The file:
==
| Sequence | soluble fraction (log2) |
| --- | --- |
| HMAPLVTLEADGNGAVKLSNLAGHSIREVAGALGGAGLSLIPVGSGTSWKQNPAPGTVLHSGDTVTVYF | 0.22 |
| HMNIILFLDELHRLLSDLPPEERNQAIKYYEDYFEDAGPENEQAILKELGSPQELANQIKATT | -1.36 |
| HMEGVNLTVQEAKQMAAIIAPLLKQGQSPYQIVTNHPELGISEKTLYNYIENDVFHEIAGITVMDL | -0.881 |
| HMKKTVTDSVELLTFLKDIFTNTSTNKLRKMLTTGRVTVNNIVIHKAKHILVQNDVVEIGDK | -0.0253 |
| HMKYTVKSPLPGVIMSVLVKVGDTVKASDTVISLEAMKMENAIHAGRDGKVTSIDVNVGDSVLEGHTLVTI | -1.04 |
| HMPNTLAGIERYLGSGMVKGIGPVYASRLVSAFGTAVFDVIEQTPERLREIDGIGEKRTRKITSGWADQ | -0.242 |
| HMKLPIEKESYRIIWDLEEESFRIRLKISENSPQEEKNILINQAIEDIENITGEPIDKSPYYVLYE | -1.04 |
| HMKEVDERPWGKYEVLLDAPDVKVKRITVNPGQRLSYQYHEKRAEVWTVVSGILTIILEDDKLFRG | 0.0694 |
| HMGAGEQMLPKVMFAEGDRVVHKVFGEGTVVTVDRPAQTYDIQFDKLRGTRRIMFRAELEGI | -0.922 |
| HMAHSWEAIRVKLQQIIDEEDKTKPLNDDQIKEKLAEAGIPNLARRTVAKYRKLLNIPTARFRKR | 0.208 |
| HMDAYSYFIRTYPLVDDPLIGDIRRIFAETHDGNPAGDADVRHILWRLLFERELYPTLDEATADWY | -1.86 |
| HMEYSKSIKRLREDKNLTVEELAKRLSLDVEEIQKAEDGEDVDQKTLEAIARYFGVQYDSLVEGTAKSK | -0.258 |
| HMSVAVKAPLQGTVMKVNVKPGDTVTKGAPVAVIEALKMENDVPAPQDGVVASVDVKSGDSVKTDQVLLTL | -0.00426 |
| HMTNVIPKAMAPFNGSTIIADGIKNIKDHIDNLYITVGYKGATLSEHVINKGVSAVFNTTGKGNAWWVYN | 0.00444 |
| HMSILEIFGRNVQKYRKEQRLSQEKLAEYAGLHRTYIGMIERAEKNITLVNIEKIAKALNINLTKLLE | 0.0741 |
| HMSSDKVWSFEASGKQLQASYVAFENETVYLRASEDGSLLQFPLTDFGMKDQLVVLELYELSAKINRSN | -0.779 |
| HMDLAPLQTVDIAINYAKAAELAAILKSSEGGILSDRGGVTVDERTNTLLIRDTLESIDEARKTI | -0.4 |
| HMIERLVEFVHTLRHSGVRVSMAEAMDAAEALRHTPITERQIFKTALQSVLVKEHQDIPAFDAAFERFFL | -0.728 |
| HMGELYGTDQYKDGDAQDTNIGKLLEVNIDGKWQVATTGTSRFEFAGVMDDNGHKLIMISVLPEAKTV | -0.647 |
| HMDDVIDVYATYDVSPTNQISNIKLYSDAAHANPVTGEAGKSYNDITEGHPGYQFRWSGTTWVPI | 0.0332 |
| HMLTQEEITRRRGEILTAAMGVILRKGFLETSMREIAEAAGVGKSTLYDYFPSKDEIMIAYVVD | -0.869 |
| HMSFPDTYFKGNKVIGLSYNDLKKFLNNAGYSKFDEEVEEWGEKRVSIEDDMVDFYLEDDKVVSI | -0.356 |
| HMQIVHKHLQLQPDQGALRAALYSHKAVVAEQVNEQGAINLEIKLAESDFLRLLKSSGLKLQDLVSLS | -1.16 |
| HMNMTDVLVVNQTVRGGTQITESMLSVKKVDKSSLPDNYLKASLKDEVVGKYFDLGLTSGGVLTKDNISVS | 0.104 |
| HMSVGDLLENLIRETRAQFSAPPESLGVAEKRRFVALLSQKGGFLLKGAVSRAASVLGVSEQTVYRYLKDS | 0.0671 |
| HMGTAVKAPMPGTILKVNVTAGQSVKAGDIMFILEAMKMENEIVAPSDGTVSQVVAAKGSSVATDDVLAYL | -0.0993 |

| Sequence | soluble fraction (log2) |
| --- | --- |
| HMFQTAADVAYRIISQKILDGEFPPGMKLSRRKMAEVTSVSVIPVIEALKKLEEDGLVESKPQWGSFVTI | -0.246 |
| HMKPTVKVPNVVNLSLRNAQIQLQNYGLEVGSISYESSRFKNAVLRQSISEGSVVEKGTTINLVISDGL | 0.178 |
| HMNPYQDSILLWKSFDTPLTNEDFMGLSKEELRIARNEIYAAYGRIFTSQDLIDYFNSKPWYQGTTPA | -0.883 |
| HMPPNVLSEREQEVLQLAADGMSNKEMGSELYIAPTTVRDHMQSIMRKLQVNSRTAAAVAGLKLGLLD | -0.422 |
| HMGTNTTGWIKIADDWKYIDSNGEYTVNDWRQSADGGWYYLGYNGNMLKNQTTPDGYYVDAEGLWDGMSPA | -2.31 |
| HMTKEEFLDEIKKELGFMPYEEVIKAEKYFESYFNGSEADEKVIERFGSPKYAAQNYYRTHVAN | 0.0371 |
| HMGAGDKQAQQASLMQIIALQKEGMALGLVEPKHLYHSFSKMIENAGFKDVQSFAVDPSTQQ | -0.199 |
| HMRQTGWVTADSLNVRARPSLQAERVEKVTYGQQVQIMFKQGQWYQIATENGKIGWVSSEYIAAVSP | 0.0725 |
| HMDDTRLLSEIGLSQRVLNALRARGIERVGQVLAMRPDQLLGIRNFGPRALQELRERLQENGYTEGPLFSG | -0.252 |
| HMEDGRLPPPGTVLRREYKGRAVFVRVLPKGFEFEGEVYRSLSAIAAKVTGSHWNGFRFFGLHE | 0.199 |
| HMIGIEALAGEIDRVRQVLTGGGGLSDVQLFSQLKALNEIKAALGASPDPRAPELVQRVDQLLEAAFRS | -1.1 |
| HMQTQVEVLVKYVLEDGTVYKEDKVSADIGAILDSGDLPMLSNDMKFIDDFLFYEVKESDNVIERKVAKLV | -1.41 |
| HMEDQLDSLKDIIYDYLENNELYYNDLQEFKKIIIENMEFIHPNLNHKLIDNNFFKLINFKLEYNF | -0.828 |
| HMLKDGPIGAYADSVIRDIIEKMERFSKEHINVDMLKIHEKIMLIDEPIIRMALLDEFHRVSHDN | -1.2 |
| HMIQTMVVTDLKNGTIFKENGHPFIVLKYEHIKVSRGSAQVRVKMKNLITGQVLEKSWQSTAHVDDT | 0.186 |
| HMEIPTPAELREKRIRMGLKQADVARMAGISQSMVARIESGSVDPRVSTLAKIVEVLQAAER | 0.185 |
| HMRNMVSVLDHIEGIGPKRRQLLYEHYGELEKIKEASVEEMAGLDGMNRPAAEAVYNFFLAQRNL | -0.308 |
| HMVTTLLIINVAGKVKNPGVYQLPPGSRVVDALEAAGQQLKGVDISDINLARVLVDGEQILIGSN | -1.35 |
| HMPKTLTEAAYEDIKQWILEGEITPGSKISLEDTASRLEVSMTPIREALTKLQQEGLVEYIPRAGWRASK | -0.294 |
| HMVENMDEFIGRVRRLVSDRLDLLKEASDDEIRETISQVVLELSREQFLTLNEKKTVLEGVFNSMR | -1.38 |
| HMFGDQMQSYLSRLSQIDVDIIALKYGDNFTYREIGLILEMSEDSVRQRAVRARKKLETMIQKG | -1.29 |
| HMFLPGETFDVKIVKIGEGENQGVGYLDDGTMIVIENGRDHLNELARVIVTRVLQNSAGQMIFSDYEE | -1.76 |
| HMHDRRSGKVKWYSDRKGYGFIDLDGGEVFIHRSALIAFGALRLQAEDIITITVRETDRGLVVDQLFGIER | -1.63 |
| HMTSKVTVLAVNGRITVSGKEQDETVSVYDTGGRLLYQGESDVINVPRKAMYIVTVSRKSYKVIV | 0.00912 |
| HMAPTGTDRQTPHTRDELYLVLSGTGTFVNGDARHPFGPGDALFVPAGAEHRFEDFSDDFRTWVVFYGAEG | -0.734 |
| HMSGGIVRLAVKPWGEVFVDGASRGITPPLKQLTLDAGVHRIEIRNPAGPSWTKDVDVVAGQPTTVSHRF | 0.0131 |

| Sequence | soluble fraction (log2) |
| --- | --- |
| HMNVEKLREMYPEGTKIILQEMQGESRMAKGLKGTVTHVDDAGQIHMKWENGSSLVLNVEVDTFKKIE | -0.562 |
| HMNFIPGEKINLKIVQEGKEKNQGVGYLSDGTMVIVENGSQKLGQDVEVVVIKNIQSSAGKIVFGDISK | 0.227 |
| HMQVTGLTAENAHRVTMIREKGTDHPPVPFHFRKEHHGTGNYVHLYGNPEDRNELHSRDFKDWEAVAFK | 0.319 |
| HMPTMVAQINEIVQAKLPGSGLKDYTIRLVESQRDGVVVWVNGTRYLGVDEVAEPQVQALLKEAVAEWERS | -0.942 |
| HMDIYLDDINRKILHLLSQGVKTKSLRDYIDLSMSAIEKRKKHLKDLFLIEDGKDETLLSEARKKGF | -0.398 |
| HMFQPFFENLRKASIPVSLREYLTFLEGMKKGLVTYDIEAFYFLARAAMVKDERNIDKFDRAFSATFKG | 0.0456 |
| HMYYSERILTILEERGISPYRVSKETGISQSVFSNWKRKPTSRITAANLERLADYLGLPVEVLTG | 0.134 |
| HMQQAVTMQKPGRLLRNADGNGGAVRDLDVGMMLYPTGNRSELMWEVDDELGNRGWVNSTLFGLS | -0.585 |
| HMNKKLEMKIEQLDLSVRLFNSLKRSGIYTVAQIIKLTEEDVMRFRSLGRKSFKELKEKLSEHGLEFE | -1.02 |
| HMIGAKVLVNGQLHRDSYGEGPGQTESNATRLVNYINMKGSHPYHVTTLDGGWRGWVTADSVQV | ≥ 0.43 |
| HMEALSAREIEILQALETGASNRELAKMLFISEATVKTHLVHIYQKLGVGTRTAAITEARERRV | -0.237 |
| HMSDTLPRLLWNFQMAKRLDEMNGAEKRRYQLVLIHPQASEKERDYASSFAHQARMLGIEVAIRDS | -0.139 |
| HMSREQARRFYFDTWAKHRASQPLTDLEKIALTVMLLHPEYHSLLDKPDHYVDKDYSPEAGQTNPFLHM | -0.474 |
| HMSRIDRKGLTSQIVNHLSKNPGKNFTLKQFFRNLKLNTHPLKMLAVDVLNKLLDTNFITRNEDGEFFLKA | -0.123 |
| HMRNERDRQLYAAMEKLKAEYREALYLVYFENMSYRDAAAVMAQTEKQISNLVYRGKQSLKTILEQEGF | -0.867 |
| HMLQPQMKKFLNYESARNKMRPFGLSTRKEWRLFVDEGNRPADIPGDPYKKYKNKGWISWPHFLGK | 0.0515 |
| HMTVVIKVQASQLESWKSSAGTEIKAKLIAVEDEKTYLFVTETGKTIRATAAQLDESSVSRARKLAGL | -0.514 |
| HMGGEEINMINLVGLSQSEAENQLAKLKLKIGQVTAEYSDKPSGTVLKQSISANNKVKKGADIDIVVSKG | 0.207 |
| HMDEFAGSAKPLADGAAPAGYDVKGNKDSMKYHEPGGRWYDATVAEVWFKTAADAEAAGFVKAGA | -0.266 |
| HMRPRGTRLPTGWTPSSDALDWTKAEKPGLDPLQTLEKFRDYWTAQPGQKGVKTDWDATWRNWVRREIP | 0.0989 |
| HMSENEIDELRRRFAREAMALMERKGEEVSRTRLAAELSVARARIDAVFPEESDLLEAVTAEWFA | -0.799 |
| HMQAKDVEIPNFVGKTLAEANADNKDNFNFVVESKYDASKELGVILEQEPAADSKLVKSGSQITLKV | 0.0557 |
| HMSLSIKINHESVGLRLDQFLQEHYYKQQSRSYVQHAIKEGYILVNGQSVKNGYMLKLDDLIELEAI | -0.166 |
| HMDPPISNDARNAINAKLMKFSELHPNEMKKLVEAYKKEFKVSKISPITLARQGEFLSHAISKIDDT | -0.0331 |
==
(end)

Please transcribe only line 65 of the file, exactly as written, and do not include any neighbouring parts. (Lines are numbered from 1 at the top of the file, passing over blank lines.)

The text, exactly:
| HMYYSERILTILEERGISPYRVSKETGISQSVFSNWKRKPTSRITAANLERLADYLGLPVEVLTG | 0.134 |